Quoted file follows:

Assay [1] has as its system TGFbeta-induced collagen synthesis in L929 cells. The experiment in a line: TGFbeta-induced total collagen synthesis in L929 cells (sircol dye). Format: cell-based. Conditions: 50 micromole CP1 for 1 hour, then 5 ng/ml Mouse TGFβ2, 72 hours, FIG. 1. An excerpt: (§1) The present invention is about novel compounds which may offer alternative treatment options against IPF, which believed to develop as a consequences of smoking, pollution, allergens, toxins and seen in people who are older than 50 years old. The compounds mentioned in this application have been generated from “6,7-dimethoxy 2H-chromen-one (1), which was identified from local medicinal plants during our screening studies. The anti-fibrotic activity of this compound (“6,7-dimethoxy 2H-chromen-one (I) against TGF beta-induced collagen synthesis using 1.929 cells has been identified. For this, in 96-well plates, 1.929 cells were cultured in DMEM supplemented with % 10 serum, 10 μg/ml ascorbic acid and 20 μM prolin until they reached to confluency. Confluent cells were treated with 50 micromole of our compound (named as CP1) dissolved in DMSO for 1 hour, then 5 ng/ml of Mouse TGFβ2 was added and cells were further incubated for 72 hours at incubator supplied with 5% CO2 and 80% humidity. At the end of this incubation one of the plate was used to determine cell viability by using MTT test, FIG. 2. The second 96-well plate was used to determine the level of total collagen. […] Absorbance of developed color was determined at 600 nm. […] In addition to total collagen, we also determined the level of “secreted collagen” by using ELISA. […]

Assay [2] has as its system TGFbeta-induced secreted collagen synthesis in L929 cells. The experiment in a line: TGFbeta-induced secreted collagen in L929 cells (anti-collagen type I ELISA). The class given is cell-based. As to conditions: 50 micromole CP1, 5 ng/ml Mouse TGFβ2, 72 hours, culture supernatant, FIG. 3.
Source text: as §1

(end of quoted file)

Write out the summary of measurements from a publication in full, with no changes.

Assay [1] has as its system TGFbeta-induced collagen synthesis in L929 cells. The experiment in a line: TGFbeta-induced total collagen synthesis in L929 cells (sircol dye). Format: cell-based. Conditions: 50 micromole CP1 for 1 hour, then 5 ng/ml Mouse TGFβ2, 72 hours, FIG. 1. An excerpt: (§1) The present invention is about novel compounds which may offer alternative treatment options against IPF, which believed to develop as a consequences of smoking, pollution, allergens, toxins and seen in people who are older than 50 years old. The compounds mentioned in this application have been generated from “6,7-dimethoxy 2H-chromen-one (1), which was identified from local medicinal plants during our screening studies. The anti-fibrotic activity of this compound (“6,7-dimethoxy 2H-chromen-one (I) against TGF beta-induced collagen synthesis using 1.929 cells has been identified. For this, in 96-well plates, 1.929 cells were cultured in DMEM supplemented with % 10 serum, 10 μg/ml ascorbic acid and 20 μM prolin until they reached to confluency. Confluent cells were treated with 50 micromole of our compound (named as CP1) dissolved in DMSO for 1 hour, then 5 ng/ml of Mouse TGFβ2 was added and cells were further incubated for 72 hours at incubator supplied with 5% CO2 and 80% humidity. At the end of this incubation one of the plate was used to determine cell viability by using MTT test, FIG. 2. The second 96-well plate was used to determine the level of total collagen. […] Absorbance of developed color was determined at 600 nm. […] In addition to total collagen, we also determined the level of “secreted collagen” by using ELISA. […]

Assay [2] has as its system TGFbeta-induced secreted collagen synthesis in L929 cells. The experiment in a line: TGFbeta-induced secreted collagen in L929 cells (anti-collagen type I ELISA). The class given is cell-based. As to conditions: 50 micromole CP1, 5 ng/ml Mouse TGFβ2, 72 hours, culture supernatant, FIG. 3.
Source text: as §1